A new Activities Committee Handbook for wards and stakes has been published, incorporating recent changes in budget and other guidelines.
The new publication underscores the counsel that "activities should be kept in a wholesome perspective that reinforces the teaching of gospel principles, strengthens families and brings people together in a setting that increases fellowship," said Robert L. Leake, Priesthood Department administrative assistant, whose responsbilities include activities.Twelve pages in length, the new handbook supersedes the old Activities Committee Handbook as well as the LDS Safety Manual.
New features include an Activity Plan Sheet that can be reproduced and filled out for each activity, covering such concerns as administration, transportation, itinerary and approval of leaders.
A new Parental Permission and Medical Release form is included, which provides for parental permission not only for children and youth to engage in the activity, but for emergency medical care to be rendered if required.
Also included are reproducible copies of the Talent and Interest Survey form and the Performance Contract, formerly distributed separately from the handbook.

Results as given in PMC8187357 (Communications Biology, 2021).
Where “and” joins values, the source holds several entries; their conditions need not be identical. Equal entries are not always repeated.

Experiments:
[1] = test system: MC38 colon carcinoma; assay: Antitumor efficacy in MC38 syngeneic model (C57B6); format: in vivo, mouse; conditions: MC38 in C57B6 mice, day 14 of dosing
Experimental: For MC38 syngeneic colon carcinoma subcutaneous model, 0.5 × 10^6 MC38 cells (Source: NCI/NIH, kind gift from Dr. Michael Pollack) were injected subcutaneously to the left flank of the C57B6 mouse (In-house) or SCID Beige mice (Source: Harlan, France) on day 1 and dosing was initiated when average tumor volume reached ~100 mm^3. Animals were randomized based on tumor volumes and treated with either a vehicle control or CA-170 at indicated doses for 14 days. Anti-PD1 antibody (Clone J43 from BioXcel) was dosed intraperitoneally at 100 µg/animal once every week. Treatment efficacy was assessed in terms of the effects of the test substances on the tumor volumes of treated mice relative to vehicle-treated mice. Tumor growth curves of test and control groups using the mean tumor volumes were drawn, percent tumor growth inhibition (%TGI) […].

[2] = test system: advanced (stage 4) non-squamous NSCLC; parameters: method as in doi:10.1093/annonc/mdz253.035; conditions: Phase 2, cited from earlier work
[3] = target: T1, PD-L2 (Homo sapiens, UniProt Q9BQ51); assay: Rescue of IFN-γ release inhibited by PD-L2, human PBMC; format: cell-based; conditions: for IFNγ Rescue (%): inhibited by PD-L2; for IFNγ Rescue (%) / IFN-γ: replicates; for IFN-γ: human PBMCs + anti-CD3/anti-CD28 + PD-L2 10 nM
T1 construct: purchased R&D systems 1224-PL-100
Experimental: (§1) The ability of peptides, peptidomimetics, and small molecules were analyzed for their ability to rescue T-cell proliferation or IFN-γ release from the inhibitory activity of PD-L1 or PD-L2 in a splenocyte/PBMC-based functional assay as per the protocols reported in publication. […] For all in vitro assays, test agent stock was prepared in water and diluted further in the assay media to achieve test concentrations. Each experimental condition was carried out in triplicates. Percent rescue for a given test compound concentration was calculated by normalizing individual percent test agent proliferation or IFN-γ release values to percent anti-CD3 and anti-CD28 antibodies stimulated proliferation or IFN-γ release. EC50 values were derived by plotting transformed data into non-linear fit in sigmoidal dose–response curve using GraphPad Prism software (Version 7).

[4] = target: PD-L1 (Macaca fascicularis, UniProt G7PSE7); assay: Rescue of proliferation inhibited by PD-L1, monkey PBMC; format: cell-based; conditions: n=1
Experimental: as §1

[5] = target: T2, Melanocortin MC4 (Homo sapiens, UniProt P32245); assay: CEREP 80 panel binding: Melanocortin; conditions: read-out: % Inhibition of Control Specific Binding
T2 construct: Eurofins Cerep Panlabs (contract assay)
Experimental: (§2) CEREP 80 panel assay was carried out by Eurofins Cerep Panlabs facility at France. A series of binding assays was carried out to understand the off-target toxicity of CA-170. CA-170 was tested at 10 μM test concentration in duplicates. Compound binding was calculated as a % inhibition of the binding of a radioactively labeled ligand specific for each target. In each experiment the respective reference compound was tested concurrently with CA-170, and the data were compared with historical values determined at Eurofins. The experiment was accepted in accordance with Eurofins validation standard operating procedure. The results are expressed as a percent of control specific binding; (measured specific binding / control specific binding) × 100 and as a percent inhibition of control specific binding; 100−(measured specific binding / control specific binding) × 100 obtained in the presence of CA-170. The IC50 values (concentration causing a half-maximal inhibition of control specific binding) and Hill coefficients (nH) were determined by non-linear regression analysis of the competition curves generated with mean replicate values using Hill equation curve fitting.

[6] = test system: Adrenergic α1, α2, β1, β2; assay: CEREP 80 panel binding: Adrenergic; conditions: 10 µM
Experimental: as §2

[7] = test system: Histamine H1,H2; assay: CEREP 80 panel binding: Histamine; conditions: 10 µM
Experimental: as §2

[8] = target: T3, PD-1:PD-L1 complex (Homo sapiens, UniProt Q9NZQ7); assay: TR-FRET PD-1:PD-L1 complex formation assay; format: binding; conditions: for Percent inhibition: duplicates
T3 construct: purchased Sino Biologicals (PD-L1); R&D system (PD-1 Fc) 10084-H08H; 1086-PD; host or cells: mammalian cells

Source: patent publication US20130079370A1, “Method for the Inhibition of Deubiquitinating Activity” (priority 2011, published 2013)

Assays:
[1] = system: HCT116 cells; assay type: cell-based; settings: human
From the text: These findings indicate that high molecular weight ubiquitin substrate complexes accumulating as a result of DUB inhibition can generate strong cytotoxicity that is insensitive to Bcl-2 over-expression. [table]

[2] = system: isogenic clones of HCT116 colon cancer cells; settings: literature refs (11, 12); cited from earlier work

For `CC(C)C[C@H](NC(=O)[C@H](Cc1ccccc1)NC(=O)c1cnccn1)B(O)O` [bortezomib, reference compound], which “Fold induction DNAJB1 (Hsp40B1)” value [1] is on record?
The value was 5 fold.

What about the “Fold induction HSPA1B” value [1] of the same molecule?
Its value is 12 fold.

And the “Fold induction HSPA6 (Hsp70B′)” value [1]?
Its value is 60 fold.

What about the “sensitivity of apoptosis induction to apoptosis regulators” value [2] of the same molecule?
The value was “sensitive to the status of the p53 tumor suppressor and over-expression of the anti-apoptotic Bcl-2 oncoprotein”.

The handbook makes it clear that activities should stay within Church budget and finance policies. Brother Leake noted that that provision was included in the handbook manuscript even before the recent revision of the guidelines.
Among other new provisions in the handbook are the following:
- "For home use only" videos should not be shown at organized Church functions.
- Participants should be taught safety practices prior to an activity.
- Portrayal of the Savior in dramas and musicals should be done with utmost dignity by people of wholesome personal character, and only scripture uttered by the Savior should be spoken by the person in that role.
- Negative and intimidating behavior has no place in Church sports.
- Giving cash prizes has been deleted from a list of activities that are not approved.
In some cases, Brother Leake pointed out, guidelines have been made more flexible, allowing local leaders to use prudence and discretion. For example, in chaperoning, a specific ratio of youth to adults has been deleted.